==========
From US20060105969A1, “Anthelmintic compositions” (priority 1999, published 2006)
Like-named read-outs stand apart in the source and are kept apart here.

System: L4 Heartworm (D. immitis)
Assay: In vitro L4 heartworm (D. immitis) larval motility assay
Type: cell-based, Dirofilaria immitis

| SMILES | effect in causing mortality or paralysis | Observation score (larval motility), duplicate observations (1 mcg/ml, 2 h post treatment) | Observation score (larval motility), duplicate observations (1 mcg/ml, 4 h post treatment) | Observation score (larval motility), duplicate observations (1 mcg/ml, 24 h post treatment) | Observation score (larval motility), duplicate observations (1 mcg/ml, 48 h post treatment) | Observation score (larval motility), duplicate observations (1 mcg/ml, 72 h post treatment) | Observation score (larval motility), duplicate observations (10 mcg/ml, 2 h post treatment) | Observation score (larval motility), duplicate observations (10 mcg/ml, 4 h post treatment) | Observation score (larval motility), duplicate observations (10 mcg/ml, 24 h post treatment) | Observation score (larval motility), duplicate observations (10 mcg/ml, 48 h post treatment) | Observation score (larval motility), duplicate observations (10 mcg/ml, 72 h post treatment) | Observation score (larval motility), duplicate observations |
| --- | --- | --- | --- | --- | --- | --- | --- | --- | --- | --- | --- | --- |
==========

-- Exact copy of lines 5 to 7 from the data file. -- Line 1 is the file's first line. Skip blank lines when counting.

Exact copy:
Type: cell-based, Dirofilaria immitis

| SMILES | effect in causing mortality or paralysis | Observation score (larval motility), duplicate observations (1 mcg/ml, 2 h post treatment) | Observation score (larval motility), duplicate observations (1 mcg/ml, 4 h post treatment) | Observation score (larval motility), duplicate observations (1 mcg/ml, 24 h post treatment) | Observation score (larval motility), duplicate observations (1 mcg/ml, 48 h post treatment) | Observation score (larval motility), duplicate observations (1 mcg/ml, 72 h post treatment) | Observation score (larval motility), duplicate observations (10 mcg/ml, 2 h post treatment) | Observation score (larval motility), duplicate observations (10 mcg/ml, 4 h post treatment) | Observation score (larval motility), duplicate observations (10 mcg/ml, 24 h post treatment) | Observation score (larval motility), duplicate observations (10 mcg/ml, 48 h post treatment) | Observation score (larval motility), duplicate observations (10 mcg/ml, 72 h post treatment) | Observation score (larval motility), duplicate observations |
| --- | --- | --- | --- | --- | --- | --- | --- | --- | --- | --- | --- | --- |